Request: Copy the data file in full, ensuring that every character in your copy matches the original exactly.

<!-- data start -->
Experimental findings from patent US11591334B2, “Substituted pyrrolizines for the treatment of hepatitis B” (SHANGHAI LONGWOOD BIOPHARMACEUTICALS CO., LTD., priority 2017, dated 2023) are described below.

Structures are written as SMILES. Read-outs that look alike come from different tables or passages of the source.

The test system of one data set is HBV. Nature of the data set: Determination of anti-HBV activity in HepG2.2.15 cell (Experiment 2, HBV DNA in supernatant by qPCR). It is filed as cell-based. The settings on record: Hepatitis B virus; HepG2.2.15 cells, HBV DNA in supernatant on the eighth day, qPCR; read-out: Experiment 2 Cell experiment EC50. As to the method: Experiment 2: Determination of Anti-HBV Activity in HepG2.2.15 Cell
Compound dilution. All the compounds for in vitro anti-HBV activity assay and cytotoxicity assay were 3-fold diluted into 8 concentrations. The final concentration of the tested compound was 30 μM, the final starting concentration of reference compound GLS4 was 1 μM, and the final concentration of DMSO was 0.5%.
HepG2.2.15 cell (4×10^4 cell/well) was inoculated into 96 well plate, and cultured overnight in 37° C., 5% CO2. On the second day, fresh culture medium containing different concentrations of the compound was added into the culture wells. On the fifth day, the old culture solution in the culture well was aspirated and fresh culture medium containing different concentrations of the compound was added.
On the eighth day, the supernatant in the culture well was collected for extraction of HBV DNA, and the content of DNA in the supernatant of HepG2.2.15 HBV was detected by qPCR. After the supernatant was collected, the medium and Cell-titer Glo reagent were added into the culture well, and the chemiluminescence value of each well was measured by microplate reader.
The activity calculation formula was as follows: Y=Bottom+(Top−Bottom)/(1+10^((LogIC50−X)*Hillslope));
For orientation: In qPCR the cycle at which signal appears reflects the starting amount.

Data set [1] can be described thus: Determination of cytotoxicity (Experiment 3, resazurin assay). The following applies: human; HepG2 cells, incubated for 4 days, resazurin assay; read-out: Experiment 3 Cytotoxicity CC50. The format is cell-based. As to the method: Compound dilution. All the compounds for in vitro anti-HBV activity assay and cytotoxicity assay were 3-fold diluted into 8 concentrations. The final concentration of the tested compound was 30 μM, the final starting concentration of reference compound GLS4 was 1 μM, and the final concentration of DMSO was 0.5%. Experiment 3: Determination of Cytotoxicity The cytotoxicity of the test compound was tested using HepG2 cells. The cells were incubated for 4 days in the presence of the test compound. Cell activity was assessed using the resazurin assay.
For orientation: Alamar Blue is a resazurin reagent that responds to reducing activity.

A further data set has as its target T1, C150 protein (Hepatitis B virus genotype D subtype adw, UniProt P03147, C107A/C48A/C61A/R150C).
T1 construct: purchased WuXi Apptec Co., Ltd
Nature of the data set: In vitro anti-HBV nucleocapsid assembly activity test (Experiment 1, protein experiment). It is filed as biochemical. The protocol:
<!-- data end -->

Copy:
Experimental findings from patent US11591334B2, “Substituted pyrrolizines for the treatment of hepatitis B” (SHANGHAI LONGWOOD BIOPHARMACEUTICALS CO., LTD., priority 2017, dated 2023) are described below.

Structures are written as SMILES. Read-outs that look alike come from different tables or passages of the source.

The test system of one data set is HBV. Nature of the data set: Determination of anti-HBV activity in HepG2.2.15 cell (Experiment 2, HBV DNA in supernatant by qPCR). It is filed as cell-based. The settings on record: Hepatitis B virus; HepG2.2.15 cells, HBV DNA in supernatant on the eighth day, qPCR; read-out: Experiment 2 Cell experiment EC50. As to the method: Experiment 2: Determination of Anti-HBV Activity in HepG2.2.15 Cell
Compound dilution. All the compounds for in vitro anti-HBV activity assay and cytotoxicity assay were 3-fold diluted into 8 concentrations. The final concentration of the tested compound was 30 μM, the final starting concentration of reference compound GLS4 was 1 μM, and the final concentration of DMSO was 0.5%.
HepG2.2.15 cell (4×10^4 cell/well) was inoculated into 96 well plate, and cultured overnight in 37° C., 5% CO2. On the second day, fresh culture medium containing different concentrations of the compound was added into the culture wells. On the fifth day, the old culture solution in the culture well was aspirated and fresh culture medium containing different concentrations of the compound was added.
On the eighth day, the supernatant in the culture well was collected for extraction of HBV DNA, and the content of DNA in the supernatant of HepG2.2.15 HBV was detected by qPCR. After the supernatant was collected, the medium and Cell-titer Glo reagent were added into the culture well, and the chemiluminescence value of each well was measured by microplate reader.
The activity calculation formula was as follows: Y=Bottom+(Top−Bottom)/(1+10^((LogIC50−X)*Hillslope));
For orientation: In qPCR the cycle at which signal appears reflects the starting amount.

Data set [1] can be described thus: Determination of cytotoxicity (Experiment 3, resazurin assay). The following applies: human; HepG2 cells, incubated for 4 days, resazurin assay; read-out: Experiment 3 Cytotoxicity CC50. The format is cell-based. As to the method: Compound dilution. All the compounds for in vitro anti-HBV activity assay and cytotoxicity assay were 3-fold diluted into 8 concentrations. The final concentration of the tested compound was 30 μM, the final starting concentration of reference compound GLS4 was 1 μM, and the final concentration of DMSO was 0.5%. Experiment 3: Determination of Cytotoxicity The cytotoxicity of the test compound was tested using HepG2 cells. The cells were incubated for 4 days in the presence of the test compound. Cell activity was assessed using the resazurin assay.
For orientation: Alamar Blue is a resazurin reagent that responds to reducing activity.

A further data set has as its target T1, C150 protein (Hepatitis B virus genotype D subtype adw, UniProt P03147, C107A/C48A/C61A/R150C).
T1 construct: purchased WuXi Apptec Co., Ltd
Nature of the data set: In vitro anti-HBV nucleocapsid assembly activity test (Experiment 1, protein experiment). It is filed as biochemical. The protocol: